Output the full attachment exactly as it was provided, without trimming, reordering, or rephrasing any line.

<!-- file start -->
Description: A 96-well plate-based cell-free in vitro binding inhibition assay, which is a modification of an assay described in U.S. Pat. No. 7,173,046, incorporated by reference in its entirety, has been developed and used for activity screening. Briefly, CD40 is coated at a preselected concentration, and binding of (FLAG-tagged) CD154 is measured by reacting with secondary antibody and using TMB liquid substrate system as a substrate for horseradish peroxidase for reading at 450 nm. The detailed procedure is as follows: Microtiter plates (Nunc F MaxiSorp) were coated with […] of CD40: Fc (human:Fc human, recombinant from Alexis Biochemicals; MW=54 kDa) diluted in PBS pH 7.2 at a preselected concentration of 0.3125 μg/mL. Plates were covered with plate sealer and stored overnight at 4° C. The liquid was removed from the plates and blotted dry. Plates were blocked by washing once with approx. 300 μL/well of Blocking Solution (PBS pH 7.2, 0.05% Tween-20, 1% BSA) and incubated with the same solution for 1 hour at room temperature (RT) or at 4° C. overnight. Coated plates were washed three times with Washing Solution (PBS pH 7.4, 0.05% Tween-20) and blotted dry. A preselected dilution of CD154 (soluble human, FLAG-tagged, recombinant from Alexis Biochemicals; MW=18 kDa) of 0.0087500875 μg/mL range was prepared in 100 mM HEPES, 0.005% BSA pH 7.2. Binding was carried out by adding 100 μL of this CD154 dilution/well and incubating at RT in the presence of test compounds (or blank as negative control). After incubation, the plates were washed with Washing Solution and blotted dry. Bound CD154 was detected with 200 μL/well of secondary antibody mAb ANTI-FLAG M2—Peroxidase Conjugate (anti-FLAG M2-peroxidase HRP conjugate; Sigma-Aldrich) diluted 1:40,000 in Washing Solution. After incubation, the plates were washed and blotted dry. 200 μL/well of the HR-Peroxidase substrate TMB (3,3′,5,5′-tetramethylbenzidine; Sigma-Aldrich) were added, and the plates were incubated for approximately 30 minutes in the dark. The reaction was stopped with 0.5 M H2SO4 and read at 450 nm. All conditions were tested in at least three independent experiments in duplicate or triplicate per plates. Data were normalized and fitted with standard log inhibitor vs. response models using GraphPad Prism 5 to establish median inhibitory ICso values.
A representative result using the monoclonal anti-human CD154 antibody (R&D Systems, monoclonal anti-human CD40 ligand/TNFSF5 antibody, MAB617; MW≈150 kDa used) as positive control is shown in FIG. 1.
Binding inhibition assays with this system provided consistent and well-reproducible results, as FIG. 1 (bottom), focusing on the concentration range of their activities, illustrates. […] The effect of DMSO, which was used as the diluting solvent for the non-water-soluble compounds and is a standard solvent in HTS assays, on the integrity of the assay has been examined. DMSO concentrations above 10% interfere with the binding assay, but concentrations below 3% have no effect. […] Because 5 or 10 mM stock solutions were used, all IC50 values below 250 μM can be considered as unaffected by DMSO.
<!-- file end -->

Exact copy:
Description: A 96-well plate-based cell-free in vitro binding inhibition assay, which is a modification of an assay described in U.S. Pat. No. 7,173,046, incorporated by reference in its entirety, has been developed and used for activity screening. Briefly, CD40 is coated at a preselected concentration, and binding of (FLAG-tagged) CD154 is measured by reacting with secondary antibody and using TMB liquid substrate system as a substrate for horseradish peroxidase for reading at 450 nm. The detailed procedure is as follows: Microtiter plates (Nunc F MaxiSorp) were coated with […] of CD40: Fc (human:Fc human, recombinant from Alexis Biochemicals; MW=54 kDa) diluted in PBS pH 7.2 at a preselected concentration of 0.3125 μg/mL. Plates were covered with plate sealer and stored overnight at 4° C. The liquid was removed from the plates and blotted dry. Plates were blocked by washing once with approx. 300 μL/well of Blocking Solution (PBS pH 7.2, 0.05% Tween-20, 1% BSA) and incubated with the same solution for 1 hour at room temperature (RT) or at 4° C. overnight. Coated plates were washed three times with Washing Solution (PBS pH 7.4, 0.05% Tween-20) and blotted dry. A preselected dilution of CD154 (soluble human, FLAG-tagged, recombinant from Alexis Biochemicals; MW=18 kDa) of 0.0087500875 μg/mL range was prepared in 100 mM HEPES, 0.005% BSA pH 7.2. Binding was carried out by adding 100 μL of this CD154 dilution/well and incubating at RT in the presence of test compounds (or blank as negative control). After incubation, the plates were washed with Washing Solution and blotted dry. Bound CD154 was detected with 200 μL/well of secondary antibody mAb ANTI-FLAG M2—Peroxidase Conjugate (anti-FLAG M2-peroxidase HRP conjugate; Sigma-Aldrich) diluted 1:40,000 in Washing Solution. After incubation, the plates were washed and blotted dry. 200 μL/well of the HR-Peroxidase substrate TMB (3,3′,5,5′-tetramethylbenzidine; Sigma-Aldrich) were added, and the plates were incubated for approximately 30 minutes in the dark. The reaction was stopped with 0.5 M H2SO4 and read at 450 nm. All conditions were tested in at least three independent experiments in duplicate or triplicate per plates. Data were normalized and fitted with standard log inhibitor vs. response models using GraphPad Prism 5 to establish median inhibitory ICso values.
A representative result using the monoclonal anti-human CD154 antibody (R&D Systems, monoclonal anti-human CD40 ligand/TNFSF5 antibody, MAB617; MW≈150 kDa used) as positive control is shown in FIG. 1.
Binding inhibition assays with this system provided consistent and well-reproducible results, as FIG. 1 (bottom), focusing on the concentration range of their activities, illustrates. […] The effect of DMSO, which was used as the diluting solvent for the non-water-soluble compounds and is a standard solvent in HTS assays, on the integrity of the assay has been examined. DMSO concentrations above 10% interfere with the binding assay, but concentrations below 3% have no effect. […] Because 5 or 10 mM stock solutions were used, all IC50 values below 250 μM can be considered as unaffected by DMSO.